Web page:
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April 18, 2000

State, AFSCME Reach Tentative Agreement On Four-Year Contract

SPRINGFIELD -- The State of Illinois and its largest employee union have announced tentative agreement on a new four-year labor contract that will boost employee wages by a minimum of 19.3% compounded over the life of the agreement.

"We are very pleased that we were able to reach an agreement that recognizes the importance of the work that state employees perform," said Governor George Ryan," and that we were able to do so within the state's budgetary framework. This agreement is fair to employees and fair to taxpayers."

Henry Bayer, executive director of AFSCME Council 31, also hailed the agreement. "We believe this is a contract that will improve the standard of living and the working lives of all of our members in state government," he said.

The contract includes wages increases of 3.5%, 3.75%, 3.75%, and 4% over the four years. It also includes a restructuring of the State's pay plan that addresses the needs of both low-wage workers and long-term employees, resulting in higher increases for many.

Governor Ryan said it was important that the contract negotiations were concluded before the General Assembly finalized the state's FY 2001 budget. "We were able to build in a solid base for the first year wage increases," he said.

Pension improvements included in the agreement will allow thousands of state employees to take an earlier retirement, Bayer said. A new provision, known as the "Rule of 85," allows employees on the standard pension to retire with fewer than 30 years of service. In addition, the new contract includes a provision raising the monthly pension for employees on the alternative formula. The affected employees will share in the cost of the enhanced alternative formula.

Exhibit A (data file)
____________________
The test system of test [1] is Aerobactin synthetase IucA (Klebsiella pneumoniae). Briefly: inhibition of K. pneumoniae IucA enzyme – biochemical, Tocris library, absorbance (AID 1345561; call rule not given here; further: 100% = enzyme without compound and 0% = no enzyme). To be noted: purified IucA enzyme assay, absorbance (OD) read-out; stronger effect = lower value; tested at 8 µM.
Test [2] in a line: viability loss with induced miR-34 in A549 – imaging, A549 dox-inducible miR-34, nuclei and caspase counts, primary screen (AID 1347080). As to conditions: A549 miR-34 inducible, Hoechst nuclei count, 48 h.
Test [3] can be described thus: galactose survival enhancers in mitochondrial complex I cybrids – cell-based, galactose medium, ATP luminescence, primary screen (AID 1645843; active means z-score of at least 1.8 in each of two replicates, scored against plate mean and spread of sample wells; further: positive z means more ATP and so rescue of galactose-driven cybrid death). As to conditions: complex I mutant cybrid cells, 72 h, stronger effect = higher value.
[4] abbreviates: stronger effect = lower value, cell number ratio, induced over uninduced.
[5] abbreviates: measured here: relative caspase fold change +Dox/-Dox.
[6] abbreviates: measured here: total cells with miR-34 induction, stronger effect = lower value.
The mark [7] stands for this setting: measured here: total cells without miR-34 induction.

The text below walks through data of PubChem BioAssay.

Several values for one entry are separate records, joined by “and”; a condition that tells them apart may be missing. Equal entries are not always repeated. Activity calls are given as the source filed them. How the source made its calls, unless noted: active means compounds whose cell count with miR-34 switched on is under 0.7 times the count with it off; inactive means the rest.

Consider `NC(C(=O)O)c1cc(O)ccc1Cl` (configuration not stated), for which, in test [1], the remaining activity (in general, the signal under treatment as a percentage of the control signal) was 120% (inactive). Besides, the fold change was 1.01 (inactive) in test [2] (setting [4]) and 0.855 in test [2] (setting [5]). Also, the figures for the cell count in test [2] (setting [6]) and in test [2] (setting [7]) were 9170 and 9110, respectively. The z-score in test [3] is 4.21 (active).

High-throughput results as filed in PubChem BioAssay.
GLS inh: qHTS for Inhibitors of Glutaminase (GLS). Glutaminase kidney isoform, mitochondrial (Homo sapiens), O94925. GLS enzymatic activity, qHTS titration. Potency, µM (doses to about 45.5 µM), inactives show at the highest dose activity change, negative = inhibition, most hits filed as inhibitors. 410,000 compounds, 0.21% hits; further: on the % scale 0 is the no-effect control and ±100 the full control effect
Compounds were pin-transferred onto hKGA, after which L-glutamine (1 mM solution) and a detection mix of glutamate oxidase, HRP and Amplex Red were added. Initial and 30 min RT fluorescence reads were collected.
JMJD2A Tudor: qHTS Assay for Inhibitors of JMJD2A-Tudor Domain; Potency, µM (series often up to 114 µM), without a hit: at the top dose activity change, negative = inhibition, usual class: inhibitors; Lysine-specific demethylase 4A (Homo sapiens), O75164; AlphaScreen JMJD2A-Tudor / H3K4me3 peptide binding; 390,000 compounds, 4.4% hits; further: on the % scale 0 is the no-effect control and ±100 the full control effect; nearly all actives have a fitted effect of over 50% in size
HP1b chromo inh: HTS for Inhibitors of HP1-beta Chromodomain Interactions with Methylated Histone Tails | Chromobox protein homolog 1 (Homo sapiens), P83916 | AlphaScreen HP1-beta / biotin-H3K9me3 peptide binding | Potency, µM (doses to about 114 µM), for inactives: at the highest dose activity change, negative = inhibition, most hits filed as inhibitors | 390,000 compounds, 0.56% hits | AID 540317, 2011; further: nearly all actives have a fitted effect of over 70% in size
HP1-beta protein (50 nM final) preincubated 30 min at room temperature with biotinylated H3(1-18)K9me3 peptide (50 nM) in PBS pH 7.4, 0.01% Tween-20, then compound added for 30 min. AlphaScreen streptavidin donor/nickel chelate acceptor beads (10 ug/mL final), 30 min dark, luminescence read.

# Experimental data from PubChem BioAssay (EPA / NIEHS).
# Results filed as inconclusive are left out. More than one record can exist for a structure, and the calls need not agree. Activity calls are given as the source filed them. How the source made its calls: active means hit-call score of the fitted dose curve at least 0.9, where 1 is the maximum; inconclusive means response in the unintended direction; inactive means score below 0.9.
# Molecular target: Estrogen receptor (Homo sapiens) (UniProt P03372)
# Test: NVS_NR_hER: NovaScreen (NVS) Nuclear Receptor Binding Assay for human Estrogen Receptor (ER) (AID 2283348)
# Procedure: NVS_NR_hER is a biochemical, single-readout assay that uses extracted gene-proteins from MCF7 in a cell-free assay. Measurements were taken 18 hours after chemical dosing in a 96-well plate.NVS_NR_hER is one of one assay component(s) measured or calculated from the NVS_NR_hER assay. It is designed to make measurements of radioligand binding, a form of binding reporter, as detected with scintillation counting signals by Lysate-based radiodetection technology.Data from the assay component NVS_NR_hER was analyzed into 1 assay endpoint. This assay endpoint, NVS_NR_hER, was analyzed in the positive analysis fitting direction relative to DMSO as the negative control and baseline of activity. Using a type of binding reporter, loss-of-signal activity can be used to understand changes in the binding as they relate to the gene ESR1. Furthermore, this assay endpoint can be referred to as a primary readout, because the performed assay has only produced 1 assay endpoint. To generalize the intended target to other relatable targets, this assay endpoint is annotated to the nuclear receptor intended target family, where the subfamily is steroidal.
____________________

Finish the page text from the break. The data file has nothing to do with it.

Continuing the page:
Under the new agreement, employees will pay a portion of the state's increased health care costs, but a smaller portion than State negotiators had originally proposed. "Our members never said they were unwilling to contribute toward their health insurance costs, but they were determined not to pay the kind of massive premium increases that were on the bargaining table, " Bayer said.

Governor Ryan stressed the soaring employee health care costs had been one of the State's primary concerns. "We want to provide the highest quality insurance for our employees, but it is an expensive proposition to do so," he noted.

Ryan had also pressed for a change in the Department of Corrections drug testing policy to allow for discharge of employees who test positive for drugs on the first offense. The Union agreed to the change to be effective in January based on the State's commitment to revamp the current testing procedure to insure greater accuracy and fairness.

The tentative agreement must still be ratified by the AFSCME members, who will begin voting at worksite meetings next week. Many of the details of the new agreement will not be released until the ratification meetings are held.

Bayer said that the union's 265-member Bargaining Committee had overwhelmingly recommended ratification and he believes that union members throughout the state will be enthusiastic about the new agreement.

Council 31 of the American Federation of State, County and Municipal Employees represents 44,000 state employees.


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